Mike Tannenbaum, a former Jets general manager and Dolphins executive vice president of football operations, understands why the Panthers paid up. With star players and a rising salary cap, the sooner the extension the better. But he doesn’t think this milestone indicates the market will again be reset quite yet.
“I thought it was a really strong deal to get $16 million,” said Tannenbaum, now a front office insider for ESPN. “Christian is a rare guy on and off the field and was able to cash in because of it. But I think that standard and threshold will stay. It’s going to be a long time until someone surpasses that deal.”
McCaffrey takes pride in raising the running-back market but knows maintaining his production and durability will be key to reframing the position’s narrative.
“It’s all about setting the standard of what we’re worth, and it’s a collective effort,” McCaffrey said. “Zeke’s definitely a great example of that. Got paid last year, was again top-five in rushing and had a great year. So I think we have to continue to perform well and…have these lengthy careers so we could prove to everybody that the running-back position is one of the most valuable positions on the football field.”
He’ll cheer on the next young back seeking a payday, just as many reached out to congratulate him after he cashed in. Even the Saints’ Thomas lauded the “smart money.” His directive to McCaffrey: “Bet it all back !”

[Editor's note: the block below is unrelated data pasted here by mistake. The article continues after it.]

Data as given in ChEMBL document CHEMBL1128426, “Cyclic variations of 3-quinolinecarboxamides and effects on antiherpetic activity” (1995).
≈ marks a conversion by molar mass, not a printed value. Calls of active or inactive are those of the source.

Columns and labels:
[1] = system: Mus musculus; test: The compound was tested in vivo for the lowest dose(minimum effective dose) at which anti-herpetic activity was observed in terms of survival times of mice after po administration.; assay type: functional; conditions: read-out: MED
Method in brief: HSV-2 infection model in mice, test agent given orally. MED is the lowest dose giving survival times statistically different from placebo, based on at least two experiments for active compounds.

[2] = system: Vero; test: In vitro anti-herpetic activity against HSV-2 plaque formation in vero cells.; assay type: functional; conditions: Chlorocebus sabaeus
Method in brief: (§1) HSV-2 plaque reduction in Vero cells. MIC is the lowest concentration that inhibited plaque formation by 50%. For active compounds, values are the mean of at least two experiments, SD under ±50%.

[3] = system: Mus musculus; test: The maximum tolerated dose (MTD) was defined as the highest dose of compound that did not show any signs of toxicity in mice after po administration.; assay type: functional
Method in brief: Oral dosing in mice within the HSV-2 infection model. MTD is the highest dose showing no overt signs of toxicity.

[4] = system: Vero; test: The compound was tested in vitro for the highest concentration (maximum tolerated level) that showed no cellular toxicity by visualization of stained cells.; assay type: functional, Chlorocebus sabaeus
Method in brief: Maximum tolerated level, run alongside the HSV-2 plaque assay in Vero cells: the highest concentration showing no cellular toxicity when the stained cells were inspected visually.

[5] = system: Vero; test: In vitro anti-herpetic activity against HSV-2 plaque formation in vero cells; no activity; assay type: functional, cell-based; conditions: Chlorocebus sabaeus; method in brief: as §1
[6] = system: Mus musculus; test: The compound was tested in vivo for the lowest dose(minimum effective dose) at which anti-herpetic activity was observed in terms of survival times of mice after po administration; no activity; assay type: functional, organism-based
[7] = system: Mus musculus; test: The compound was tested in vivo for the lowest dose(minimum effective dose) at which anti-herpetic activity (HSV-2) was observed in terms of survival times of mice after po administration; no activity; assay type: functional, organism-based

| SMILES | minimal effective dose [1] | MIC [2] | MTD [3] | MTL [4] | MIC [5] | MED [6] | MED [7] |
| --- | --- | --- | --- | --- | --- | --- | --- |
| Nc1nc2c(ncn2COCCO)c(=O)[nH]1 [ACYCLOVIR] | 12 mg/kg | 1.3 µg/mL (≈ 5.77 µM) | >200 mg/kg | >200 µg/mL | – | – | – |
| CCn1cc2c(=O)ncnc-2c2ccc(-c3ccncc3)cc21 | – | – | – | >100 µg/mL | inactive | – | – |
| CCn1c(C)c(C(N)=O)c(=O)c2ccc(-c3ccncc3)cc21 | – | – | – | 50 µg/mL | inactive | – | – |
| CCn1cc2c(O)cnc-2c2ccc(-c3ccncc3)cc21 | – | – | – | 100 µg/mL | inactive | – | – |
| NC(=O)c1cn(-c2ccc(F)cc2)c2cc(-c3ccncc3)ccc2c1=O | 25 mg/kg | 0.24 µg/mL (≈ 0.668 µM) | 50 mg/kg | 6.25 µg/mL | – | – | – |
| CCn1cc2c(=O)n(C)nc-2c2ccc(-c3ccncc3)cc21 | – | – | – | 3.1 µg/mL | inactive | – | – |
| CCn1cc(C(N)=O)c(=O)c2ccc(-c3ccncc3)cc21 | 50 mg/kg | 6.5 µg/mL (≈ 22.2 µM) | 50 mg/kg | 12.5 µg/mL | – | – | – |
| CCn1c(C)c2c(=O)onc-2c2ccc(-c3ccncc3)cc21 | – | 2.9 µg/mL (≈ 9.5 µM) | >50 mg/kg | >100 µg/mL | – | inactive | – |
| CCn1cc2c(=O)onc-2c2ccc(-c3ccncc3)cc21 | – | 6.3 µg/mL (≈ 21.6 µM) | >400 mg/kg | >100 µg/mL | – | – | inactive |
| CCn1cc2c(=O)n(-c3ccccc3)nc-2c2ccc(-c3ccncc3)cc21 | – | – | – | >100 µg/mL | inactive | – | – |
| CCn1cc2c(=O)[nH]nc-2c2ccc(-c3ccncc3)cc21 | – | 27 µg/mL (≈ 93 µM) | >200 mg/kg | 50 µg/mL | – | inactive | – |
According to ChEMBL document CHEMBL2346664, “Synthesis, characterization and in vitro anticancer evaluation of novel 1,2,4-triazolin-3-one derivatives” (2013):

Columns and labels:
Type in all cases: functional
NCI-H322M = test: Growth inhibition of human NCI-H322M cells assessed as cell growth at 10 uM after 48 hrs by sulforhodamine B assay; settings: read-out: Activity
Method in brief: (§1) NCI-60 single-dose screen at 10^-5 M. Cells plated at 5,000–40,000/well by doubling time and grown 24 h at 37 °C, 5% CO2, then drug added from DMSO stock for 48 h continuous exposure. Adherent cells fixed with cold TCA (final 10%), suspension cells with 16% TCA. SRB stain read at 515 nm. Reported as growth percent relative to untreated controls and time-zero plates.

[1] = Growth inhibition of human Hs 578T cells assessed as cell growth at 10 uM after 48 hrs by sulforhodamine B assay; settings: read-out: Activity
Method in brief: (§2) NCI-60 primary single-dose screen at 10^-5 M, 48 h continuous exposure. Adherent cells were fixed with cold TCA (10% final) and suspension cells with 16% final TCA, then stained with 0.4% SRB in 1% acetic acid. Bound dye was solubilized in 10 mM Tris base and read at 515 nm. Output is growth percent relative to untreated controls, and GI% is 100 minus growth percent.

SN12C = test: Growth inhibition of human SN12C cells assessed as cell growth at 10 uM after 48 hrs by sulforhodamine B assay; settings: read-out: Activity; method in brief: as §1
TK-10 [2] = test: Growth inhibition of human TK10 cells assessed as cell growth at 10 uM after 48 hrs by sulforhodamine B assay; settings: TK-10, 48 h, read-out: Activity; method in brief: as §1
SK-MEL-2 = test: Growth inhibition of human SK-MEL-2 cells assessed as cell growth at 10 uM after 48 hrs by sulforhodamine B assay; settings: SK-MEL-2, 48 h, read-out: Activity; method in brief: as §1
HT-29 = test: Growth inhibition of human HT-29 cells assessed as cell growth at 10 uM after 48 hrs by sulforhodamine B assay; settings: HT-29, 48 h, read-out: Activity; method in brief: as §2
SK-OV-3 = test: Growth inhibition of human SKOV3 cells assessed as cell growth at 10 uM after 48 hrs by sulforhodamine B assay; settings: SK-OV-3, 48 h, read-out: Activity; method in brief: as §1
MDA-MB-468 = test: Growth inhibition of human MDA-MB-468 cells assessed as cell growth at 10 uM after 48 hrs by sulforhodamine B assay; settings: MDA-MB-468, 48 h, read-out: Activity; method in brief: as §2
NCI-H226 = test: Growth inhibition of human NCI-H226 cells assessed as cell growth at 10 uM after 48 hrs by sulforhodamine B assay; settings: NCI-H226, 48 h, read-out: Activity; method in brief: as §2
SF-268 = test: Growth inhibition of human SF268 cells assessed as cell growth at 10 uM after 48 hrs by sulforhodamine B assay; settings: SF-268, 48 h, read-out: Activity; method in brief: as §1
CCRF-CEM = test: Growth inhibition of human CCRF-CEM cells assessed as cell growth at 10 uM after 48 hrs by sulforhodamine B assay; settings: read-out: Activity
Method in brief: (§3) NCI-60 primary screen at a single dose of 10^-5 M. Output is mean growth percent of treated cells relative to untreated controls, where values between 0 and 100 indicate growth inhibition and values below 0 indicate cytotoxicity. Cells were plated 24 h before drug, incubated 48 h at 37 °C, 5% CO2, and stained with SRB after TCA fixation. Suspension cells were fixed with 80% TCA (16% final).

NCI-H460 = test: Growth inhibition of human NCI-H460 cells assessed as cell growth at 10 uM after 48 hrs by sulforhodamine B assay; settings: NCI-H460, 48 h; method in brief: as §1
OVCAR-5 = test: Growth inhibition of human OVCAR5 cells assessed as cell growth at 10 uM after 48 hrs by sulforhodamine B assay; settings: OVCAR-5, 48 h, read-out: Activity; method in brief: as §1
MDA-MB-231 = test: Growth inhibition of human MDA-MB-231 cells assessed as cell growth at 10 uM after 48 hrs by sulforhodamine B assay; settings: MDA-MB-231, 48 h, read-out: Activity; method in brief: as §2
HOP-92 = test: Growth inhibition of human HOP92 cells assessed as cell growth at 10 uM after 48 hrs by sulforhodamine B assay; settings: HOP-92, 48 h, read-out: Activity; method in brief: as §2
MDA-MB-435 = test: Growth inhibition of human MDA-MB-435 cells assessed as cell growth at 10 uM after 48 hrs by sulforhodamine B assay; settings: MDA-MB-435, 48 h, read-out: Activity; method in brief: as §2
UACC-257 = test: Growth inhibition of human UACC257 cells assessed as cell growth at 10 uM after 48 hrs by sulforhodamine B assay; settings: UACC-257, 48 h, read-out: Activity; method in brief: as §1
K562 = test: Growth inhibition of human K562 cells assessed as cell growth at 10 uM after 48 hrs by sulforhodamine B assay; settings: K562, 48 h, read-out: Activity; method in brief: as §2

Yesssirrrr smart money!!!! @CMC_22 Let’s GO UP again next season bro bet it all back ! 💪🏾✊🏾 https://t.co/b8na4kYYKd
Younger running backs like the Giants’ Saquon Barkley, who earned 2018 offensive rookie of the year honors with 15 touchdowns and 2,028 yards from scrimmage, watched closely. But Barkley says he’s not yet dreaming about what he could receive if he reclaims his rookie form.
“I always feel like I’ve got something to prove,” Barkley said. “But for me, I’m a big believer of taking of the little things first. … When Christian signed that contract, the first thing that came to my mind was I’m happy for him.
“He deserves it.”
Follow USA TODAY Sports’ Jori Epstein on Twitter @JoriEpstein.